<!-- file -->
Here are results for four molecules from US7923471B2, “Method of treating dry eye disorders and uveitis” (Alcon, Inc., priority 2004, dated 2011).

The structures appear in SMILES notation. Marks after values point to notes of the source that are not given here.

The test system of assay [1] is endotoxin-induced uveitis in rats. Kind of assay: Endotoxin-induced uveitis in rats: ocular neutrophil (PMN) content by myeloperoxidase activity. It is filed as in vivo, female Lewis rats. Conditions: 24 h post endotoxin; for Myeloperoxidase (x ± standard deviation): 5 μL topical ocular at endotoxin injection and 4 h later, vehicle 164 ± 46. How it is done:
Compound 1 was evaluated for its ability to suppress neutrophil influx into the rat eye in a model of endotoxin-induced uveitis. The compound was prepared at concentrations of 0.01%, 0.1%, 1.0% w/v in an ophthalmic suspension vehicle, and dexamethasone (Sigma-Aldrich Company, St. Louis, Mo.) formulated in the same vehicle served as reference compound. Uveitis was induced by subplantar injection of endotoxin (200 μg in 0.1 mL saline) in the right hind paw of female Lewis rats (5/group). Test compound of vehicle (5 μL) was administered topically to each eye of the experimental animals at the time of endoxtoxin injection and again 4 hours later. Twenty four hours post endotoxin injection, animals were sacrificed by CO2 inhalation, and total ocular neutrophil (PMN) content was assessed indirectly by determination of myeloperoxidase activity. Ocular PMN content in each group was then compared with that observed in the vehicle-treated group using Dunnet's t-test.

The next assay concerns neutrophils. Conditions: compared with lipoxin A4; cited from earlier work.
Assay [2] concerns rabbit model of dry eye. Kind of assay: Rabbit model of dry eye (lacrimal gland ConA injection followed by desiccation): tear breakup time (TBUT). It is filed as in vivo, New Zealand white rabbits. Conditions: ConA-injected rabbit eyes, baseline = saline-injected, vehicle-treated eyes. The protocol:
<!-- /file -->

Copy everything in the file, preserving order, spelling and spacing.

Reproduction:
Here are results for four molecules from US7923471B2, “Method of treating dry eye disorders and uveitis” (Alcon, Inc., priority 2004, dated 2011).

The structures appear in SMILES notation. Marks after values point to notes of the source that are not given here.

The test system of assay [1] is endotoxin-induced uveitis in rats. Kind of assay: Endotoxin-induced uveitis in rats: ocular neutrophil (PMN) content by myeloperoxidase activity. It is filed as in vivo, female Lewis rats. Conditions: 24 h post endotoxin; for Myeloperoxidase (x ± standard deviation): 5 μL topical ocular at endotoxin injection and 4 h later, vehicle 164 ± 46. How it is done:
Compound 1 was evaluated for its ability to suppress neutrophil influx into the rat eye in a model of endotoxin-induced uveitis. The compound was prepared at concentrations of 0.01%, 0.1%, 1.0% w/v in an ophthalmic suspension vehicle, and dexamethasone (Sigma-Aldrich Company, St. Louis, Mo.) formulated in the same vehicle served as reference compound. Uveitis was induced by subplantar injection of endotoxin (200 μg in 0.1 mL saline) in the right hind paw of female Lewis rats (5/group). Test compound of vehicle (5 μL) was administered topically to each eye of the experimental animals at the time of endoxtoxin injection and again 4 hours later. Twenty four hours post endotoxin injection, animals were sacrificed by CO2 inhalation, and total ocular neutrophil (PMN) content was assessed indirectly by determination of myeloperoxidase activity. Ocular PMN content in each group was then compared with that observed in the vehicle-treated group using Dunnet's t-test.

The next assay concerns neutrophils. Conditions: compared with lipoxin A4; cited from earlier work.
Assay [2] concerns rabbit model of dry eye. Kind of assay: Rabbit model of dry eye (lacrimal gland ConA injection followed by desiccation): tear breakup time (TBUT). It is filed as in vivo, New Zealand white rabbits. Conditions: ConA-injected rabbit eyes, baseline = saline-injected, vehicle-treated eyes. The protocol: